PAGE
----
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Inclusion interfaith Prayer

Blessing for a B”Mitzvah by Non-Jewish Family Members

Rabbi Sonja K. Pilz, PhD, shares a blessing she wrote to include non-Jewish family members in b”mitzvah ceremonies.

I am the rabbi of a tiny community in the Rocky Mountains of Montana—the largest congregation in the state. Easily over eighty percent of our members have intermarried. Non-Jewish family members and friends are part of the life of my community.

B”Mitzvahs have become moments of interest to me. They are large gatherings with guests from all over the country. They obviously mean a lot to my families and their relatives, who almost always are excited to be a part of the service—and who cry no less than their Jewish family! They also are, by very nature, moments of commitment and exclusivity.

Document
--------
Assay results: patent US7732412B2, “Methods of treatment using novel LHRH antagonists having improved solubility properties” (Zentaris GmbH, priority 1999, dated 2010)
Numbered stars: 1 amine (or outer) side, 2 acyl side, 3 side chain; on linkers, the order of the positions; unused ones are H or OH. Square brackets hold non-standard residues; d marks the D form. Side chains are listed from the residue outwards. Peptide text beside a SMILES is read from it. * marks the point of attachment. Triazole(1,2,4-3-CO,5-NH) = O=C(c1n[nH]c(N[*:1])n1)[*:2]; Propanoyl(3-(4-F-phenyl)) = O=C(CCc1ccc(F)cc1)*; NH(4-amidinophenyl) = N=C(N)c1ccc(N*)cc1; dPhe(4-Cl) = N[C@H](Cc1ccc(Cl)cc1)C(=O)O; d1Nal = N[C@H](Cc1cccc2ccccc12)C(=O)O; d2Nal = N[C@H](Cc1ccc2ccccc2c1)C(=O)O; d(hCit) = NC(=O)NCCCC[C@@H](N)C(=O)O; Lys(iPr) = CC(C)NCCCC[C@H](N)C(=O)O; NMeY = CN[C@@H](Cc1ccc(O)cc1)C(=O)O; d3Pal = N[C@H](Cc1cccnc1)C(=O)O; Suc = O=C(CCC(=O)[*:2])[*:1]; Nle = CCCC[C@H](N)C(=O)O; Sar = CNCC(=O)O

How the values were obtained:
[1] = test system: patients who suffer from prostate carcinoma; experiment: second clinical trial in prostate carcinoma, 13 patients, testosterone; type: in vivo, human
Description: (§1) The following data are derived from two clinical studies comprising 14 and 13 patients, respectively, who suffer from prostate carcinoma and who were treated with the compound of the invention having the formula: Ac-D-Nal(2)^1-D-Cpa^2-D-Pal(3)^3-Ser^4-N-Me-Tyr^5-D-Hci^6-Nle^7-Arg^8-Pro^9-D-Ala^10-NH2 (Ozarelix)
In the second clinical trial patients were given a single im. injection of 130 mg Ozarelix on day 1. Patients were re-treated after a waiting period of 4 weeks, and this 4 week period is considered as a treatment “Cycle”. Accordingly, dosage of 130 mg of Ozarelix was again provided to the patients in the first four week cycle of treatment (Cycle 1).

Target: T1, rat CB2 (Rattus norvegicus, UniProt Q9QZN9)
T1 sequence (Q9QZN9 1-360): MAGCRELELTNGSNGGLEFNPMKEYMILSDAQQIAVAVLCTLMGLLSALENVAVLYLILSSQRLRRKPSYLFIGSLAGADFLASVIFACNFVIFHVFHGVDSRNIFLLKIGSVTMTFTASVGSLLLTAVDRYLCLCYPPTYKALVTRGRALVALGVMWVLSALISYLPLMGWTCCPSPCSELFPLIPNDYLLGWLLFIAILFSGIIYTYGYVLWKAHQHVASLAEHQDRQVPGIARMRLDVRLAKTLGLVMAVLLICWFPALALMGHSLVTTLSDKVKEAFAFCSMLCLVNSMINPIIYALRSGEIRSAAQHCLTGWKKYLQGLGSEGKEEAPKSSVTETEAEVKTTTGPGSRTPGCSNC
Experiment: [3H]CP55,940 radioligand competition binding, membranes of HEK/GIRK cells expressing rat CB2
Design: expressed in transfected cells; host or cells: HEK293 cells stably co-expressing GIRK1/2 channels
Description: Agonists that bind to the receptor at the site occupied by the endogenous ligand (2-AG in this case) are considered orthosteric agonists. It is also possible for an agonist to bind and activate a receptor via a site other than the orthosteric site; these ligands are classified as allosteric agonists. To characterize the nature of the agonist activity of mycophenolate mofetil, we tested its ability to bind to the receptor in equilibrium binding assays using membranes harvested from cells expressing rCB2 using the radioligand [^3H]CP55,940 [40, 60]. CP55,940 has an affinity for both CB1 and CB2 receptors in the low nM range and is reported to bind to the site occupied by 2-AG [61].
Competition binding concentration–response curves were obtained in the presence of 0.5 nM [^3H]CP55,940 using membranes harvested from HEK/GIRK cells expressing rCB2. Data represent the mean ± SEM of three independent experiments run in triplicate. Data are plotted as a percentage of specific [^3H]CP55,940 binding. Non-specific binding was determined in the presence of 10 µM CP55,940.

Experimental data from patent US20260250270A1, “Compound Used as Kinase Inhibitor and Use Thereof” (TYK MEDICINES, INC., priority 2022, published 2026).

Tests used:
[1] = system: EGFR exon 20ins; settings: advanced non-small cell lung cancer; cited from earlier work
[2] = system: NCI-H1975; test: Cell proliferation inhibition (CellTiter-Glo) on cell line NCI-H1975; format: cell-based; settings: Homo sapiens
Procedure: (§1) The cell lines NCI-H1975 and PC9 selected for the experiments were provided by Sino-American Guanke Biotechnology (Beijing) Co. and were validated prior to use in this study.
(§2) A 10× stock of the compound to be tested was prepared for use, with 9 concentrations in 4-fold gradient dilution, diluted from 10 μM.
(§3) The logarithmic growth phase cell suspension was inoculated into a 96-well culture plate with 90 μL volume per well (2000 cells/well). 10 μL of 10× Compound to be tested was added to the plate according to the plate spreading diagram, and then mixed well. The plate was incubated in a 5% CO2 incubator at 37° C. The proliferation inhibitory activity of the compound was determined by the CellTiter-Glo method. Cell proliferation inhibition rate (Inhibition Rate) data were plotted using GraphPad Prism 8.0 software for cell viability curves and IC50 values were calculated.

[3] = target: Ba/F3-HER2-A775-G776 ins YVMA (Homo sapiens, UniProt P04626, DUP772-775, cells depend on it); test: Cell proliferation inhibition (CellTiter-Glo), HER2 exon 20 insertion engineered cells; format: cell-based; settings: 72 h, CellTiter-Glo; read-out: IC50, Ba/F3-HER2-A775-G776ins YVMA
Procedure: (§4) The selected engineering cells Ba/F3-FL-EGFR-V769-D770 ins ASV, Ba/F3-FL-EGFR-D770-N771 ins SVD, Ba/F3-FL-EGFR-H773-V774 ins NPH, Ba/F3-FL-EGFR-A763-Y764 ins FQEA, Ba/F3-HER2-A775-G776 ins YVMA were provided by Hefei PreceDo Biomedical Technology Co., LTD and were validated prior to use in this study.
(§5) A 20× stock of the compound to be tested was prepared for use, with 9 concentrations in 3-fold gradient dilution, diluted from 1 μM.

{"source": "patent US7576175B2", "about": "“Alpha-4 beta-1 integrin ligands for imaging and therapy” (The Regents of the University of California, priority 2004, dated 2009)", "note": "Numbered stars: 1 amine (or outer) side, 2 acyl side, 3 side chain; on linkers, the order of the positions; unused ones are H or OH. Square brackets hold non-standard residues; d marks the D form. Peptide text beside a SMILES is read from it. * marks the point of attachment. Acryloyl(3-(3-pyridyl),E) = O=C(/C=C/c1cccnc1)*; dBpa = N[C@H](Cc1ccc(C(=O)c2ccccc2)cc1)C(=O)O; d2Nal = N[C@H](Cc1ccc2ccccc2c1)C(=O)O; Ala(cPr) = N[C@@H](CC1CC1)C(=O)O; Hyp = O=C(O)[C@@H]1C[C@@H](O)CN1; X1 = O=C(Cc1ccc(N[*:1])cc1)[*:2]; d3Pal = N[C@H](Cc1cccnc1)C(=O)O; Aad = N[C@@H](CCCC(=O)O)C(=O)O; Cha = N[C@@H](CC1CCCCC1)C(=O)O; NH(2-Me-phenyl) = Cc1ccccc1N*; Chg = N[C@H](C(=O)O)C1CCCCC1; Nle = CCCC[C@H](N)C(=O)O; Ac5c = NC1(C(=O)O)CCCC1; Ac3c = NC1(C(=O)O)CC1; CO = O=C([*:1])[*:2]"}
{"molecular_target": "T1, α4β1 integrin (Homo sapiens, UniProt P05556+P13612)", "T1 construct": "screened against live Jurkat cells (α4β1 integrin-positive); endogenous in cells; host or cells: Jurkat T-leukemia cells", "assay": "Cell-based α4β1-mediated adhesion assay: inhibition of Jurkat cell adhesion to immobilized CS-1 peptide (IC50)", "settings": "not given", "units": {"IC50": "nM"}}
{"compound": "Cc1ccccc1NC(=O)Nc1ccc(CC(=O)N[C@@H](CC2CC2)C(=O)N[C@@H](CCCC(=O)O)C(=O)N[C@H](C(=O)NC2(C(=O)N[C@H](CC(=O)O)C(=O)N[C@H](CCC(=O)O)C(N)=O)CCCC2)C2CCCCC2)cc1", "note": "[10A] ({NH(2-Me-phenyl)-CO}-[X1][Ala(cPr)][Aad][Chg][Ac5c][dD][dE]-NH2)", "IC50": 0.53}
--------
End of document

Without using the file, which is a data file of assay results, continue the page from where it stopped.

In thinking about a possible way for non-Jewish family members and friends to accompany, celebrate, and support their grandchildren, nephews and nieces, cousins, and friends, I wrote the following blessing.


Blessing for a B”Mitzvah by Non-Jewish Family Members

For generations, each member of our family has paved their own road.

Whenever we come together, we celebrate the vastness of our traditions, the depth of our stories, and the care that connects us.

On this day, you are taking upon yourself a heritage older than most others on this planet.

From this day on, you are a bearer of Torah, one of the sacred books of humanity.

We see that you are strong, wise, and ready to hold on to this book and make its teachings part of your own story.

We are proud of your pride in being Jewish.

We respect the respect you show for your heritage.

We love the love you feel for a people and a wisdom you chose for yourself.

Go, _______, find your own way. Take our blessings with you.


Rabbi Sonja K. Pilz, PhD is the spiritual leader of Congregation Beth Shalom in Bozeman, MT.

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